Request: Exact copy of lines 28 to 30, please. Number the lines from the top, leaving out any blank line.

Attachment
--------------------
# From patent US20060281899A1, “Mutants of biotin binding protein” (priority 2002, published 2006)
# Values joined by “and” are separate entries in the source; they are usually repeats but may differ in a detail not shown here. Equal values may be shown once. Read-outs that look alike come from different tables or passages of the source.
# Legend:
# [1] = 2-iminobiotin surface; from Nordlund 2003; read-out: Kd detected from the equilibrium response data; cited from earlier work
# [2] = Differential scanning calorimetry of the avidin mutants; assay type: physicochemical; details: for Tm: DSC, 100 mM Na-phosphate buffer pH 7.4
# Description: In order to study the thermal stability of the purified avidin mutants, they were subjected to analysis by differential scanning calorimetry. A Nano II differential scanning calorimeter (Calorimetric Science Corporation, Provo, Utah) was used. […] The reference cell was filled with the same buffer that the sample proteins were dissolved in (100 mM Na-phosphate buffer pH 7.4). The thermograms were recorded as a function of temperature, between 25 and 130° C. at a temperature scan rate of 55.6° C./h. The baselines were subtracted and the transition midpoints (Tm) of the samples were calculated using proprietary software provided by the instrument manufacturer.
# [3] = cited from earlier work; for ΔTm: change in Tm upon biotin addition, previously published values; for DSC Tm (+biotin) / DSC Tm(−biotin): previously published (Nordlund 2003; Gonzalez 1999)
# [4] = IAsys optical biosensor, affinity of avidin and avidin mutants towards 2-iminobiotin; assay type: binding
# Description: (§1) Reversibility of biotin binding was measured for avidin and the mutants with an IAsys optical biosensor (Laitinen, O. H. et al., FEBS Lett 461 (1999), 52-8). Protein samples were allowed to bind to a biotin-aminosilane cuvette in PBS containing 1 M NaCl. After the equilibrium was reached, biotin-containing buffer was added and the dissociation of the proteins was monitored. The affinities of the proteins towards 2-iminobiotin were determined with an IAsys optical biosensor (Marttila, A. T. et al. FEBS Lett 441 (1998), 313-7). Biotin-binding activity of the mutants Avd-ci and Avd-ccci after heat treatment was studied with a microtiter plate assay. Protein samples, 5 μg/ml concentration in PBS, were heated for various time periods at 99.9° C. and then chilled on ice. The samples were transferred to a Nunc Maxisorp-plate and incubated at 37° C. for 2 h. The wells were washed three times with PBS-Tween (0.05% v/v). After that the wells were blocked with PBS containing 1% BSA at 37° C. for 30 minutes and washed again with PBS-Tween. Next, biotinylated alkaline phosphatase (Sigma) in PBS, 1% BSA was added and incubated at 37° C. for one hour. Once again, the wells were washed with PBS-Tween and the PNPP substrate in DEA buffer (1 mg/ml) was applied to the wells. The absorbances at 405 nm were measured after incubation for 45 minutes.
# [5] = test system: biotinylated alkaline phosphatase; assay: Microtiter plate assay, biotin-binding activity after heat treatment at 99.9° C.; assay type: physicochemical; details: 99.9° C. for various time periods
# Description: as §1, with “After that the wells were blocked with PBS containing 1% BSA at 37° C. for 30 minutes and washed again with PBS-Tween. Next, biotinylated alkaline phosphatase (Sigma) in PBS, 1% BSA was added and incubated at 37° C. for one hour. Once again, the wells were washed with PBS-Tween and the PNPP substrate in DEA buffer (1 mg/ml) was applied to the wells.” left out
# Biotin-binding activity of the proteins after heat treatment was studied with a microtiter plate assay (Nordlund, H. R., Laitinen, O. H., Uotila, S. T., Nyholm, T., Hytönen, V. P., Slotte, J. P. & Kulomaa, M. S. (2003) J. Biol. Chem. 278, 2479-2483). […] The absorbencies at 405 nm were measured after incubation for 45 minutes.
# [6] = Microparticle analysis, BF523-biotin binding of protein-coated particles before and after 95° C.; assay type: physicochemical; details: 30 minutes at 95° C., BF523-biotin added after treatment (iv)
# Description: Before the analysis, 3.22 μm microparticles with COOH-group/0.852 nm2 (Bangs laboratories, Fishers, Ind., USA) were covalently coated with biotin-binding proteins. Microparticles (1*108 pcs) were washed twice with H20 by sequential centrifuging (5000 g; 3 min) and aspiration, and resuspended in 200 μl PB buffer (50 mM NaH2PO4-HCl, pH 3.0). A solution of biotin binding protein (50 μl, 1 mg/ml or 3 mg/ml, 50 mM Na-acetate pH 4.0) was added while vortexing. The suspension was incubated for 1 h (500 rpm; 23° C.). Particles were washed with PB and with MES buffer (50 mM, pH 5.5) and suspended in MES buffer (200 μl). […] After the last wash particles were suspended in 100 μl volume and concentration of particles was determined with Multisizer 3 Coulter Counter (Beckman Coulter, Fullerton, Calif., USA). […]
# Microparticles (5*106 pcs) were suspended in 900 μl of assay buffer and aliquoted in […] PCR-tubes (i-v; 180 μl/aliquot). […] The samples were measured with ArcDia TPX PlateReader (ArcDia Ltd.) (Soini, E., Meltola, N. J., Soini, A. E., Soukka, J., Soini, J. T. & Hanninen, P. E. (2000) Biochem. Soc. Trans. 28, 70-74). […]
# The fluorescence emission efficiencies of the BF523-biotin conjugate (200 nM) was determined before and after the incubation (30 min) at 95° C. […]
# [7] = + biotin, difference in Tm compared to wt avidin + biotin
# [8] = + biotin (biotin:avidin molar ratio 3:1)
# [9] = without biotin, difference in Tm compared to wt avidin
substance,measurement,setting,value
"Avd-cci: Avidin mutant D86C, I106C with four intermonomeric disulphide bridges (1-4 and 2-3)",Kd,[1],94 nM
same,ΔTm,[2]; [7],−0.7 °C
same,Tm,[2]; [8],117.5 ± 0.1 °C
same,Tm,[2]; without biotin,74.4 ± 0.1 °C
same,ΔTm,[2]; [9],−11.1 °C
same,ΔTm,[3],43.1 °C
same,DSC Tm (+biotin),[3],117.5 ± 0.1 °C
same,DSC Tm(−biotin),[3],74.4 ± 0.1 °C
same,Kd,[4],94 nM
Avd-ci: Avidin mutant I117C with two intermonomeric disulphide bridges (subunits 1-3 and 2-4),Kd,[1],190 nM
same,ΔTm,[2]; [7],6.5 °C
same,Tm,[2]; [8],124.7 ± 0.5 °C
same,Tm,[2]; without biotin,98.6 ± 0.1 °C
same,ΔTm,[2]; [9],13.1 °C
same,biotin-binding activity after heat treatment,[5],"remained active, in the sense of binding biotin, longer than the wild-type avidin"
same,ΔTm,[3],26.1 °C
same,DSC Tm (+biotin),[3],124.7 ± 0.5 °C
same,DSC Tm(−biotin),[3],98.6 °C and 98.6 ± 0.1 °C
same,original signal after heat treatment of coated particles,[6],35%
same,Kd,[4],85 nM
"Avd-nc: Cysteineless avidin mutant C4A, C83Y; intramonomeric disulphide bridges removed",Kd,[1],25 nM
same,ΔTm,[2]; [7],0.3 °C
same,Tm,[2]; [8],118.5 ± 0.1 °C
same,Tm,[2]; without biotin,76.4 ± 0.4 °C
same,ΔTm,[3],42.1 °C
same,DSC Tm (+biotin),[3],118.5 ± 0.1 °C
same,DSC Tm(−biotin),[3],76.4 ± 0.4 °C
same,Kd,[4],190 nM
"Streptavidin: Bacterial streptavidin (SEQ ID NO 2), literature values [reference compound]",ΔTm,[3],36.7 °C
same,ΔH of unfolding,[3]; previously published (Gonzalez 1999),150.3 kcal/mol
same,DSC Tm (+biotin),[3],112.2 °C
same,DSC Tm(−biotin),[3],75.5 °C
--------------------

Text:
same,DSC Tm(−biotin),[3],74.4 ± 0.1 °C
same,Kd,[4],94 nM
Avd-ci: Avidin mutant I117C with two intermonomeric disulphide bridges (subunits 1-3 and 2-4),Kd,[1],190 nM